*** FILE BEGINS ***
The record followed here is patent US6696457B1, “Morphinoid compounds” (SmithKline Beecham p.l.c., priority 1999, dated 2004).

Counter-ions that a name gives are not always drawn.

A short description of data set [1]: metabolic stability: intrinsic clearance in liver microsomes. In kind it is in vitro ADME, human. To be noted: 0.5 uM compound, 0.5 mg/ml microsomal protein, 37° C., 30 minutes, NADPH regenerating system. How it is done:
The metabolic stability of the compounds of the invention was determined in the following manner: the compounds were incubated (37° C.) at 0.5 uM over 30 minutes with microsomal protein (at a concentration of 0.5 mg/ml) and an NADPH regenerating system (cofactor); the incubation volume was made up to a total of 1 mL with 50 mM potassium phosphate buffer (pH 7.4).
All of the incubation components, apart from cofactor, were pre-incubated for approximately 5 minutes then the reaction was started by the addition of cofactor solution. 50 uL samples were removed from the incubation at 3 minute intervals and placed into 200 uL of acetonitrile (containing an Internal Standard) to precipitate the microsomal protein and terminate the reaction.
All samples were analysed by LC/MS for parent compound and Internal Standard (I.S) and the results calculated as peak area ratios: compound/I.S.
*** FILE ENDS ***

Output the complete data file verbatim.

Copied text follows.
The record followed here is patent US6696457B1, “Morphinoid compounds” (SmithKline Beecham p.l.c., priority 1999, dated 2004).

Counter-ions that a name gives are not always drawn.

A short description of data set [1]: metabolic stability: intrinsic clearance in liver microsomes. In kind it is in vitro ADME, human. To be noted: 0.5 uM compound, 0.5 mg/ml microsomal protein, 37° C., 30 minutes, NADPH regenerating system. How it is done:
The metabolic stability of the compounds of the invention was determined in the following manner: the compounds were incubated (37° C.) at 0.5 uM over 30 minutes with microsomal protein (at a concentration of 0.5 mg/ml) and an NADPH regenerating system (cofactor); the incubation volume was made up to a total of 1 mL with 50 mM potassium phosphate buffer (pH 7.4).
All of the incubation components, apart from cofactor, were pre-incubated for approximately 5 minutes then the reaction was started by the addition of cofactor solution. 50 uL samples were removed from the incubation at 3 minute intervals and placed into 200 uL of acetonitrile (containing an Internal Standard) to precipitate the microsomal protein and terminate the reaction.
All samples were analysed by LC/MS for parent compound and Internal Standard (I.S) and the results calculated as peak area ratios: compound/I.S.